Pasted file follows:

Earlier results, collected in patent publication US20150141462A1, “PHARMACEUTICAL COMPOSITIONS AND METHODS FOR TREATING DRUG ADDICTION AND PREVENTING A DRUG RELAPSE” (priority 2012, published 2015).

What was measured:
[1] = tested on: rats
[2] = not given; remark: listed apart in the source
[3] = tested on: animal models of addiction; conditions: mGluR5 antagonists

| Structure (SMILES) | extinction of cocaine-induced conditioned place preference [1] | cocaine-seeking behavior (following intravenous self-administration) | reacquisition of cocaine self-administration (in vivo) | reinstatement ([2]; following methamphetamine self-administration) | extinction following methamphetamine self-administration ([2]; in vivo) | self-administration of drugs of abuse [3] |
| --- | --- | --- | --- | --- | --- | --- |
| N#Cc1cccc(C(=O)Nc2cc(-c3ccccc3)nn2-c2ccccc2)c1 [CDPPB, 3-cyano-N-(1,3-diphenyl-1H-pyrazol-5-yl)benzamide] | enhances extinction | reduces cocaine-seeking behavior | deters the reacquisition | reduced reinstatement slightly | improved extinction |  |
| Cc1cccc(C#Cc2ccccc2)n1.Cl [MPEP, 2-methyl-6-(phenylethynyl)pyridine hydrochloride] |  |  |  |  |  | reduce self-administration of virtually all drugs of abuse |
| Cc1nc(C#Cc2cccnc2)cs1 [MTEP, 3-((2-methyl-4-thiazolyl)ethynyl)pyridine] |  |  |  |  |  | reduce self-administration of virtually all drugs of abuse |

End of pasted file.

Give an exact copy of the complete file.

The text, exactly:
Earlier results, collected in patent publication US20150141462A1, “PHARMACEUTICAL COMPOSITIONS AND METHODS FOR TREATING DRUG ADDICTION AND PREVENTING A DRUG RELAPSE” (priority 2012, published 2015).

What was measured:
[1] = tested on: rats
[2] = not given; remark: listed apart in the source
[3] = tested on: animal models of addiction; conditions: mGluR5 antagonists

| Structure (SMILES) | extinction of cocaine-induced conditioned place preference [1] | cocaine-seeking behavior (following intravenous self-administration) | reacquisition of cocaine self-administration (in vivo) | reinstatement ([2]; following methamphetamine self-administration) | extinction following methamphetamine self-administration ([2]; in vivo) | self-administration of drugs of abuse [3] |
| --- | --- | --- | --- | --- | --- | --- |
| N#Cc1cccc(C(=O)Nc2cc(-c3ccccc3)nn2-c2ccccc2)c1 [CDPPB, 3-cyano-N-(1,3-diphenyl-1H-pyrazol-5-yl)benzamide] | enhances extinction | reduces cocaine-seeking behavior | deters the reacquisition | reduced reinstatement slightly | improved extinction |  |
| Cc1cccc(C#Cc2ccccc2)n1.Cl [MPEP, 2-methyl-6-(phenylethynyl)pyridine hydrochloride] |  |  |  |  |  | reduce self-administration of virtually all drugs of abuse |
| Cc1nc(C#Cc2cccnc2)cs1 [MTEP, 3-((2-methyl-4-thiazolyl)ethynyl)pyridine] |  |  |  |  |  | reduce self-administration of virtually all drugs of abuse |